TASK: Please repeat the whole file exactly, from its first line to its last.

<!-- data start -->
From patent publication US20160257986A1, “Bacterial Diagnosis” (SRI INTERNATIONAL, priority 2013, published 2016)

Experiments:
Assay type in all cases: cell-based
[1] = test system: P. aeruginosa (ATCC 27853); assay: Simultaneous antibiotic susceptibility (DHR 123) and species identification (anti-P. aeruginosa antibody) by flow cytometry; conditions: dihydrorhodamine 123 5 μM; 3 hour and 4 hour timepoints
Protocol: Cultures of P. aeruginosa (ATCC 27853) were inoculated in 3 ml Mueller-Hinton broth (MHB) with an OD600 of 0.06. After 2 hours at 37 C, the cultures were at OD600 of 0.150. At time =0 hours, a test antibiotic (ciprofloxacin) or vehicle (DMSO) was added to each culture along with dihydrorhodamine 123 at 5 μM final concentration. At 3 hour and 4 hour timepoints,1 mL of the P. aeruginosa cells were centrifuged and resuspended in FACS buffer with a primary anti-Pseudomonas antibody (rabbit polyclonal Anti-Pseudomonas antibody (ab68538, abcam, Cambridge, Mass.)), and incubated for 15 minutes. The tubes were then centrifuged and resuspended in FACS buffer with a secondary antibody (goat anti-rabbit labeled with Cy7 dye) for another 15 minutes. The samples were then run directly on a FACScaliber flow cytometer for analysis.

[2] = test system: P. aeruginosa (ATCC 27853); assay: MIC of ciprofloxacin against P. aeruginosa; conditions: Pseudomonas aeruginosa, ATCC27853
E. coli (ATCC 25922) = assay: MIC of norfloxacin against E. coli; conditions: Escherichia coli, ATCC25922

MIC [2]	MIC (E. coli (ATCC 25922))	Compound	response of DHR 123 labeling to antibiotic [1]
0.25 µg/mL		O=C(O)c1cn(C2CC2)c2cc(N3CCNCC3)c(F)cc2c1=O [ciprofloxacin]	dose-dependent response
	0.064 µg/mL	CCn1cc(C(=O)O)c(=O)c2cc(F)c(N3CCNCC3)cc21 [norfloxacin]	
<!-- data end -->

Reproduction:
From patent publication US20160257986A1, “Bacterial Diagnosis” (SRI INTERNATIONAL, priority 2013, published 2016)

Experiments:
Assay type in all cases: cell-based
[1] = test system: P. aeruginosa (ATCC 27853); assay: Simultaneous antibiotic susceptibility (DHR 123) and species identification (anti-P. aeruginosa antibody) by flow cytometry; conditions: dihydrorhodamine 123 5 μM; 3 hour and 4 hour timepoints
Protocol: Cultures of P. aeruginosa (ATCC 27853) were inoculated in 3 ml Mueller-Hinton broth (MHB) with an OD600 of 0.06. After 2 hours at 37 C, the cultures were at OD600 of 0.150. At time =0 hours, a test antibiotic (ciprofloxacin) or vehicle (DMSO) was added to each culture along with dihydrorhodamine 123 at 5 μM final concentration. At 3 hour and 4 hour timepoints,1 mL of the P. aeruginosa cells were centrifuged and resuspended in FACS buffer with a primary anti-Pseudomonas antibody (rabbit polyclonal Anti-Pseudomonas antibody (ab68538, abcam, Cambridge, Mass.)), and incubated for 15 minutes. The tubes were then centrifuged and resuspended in FACS buffer with a secondary antibody (goat anti-rabbit labeled with Cy7 dye) for another 15 minutes. The samples were then run directly on a FACScaliber flow cytometer for analysis.

[2] = test system: P. aeruginosa (ATCC 27853); assay: MIC of ciprofloxacin against P. aeruginosa; conditions: Pseudomonas aeruginosa, ATCC27853
E. coli (ATCC 25922) = assay: MIC of norfloxacin against E. coli; conditions: Escherichia coli, ATCC25922

MIC [2]	MIC (E. coli (ATCC 25922))	Compound	response of DHR 123 labeling to antibiotic [1]
0.25 µg/mL		O=C(O)c1cn(C2CC2)c2cc(N3CCNCC3)c(F)cc2c1=O [ciprofloxacin]	dose-dependent response
	0.064 µg/mL	CCn1cc(C(=O)O)c(=O)c2cc(F)c(N3CCNCC3)cc21 [norfloxacin]	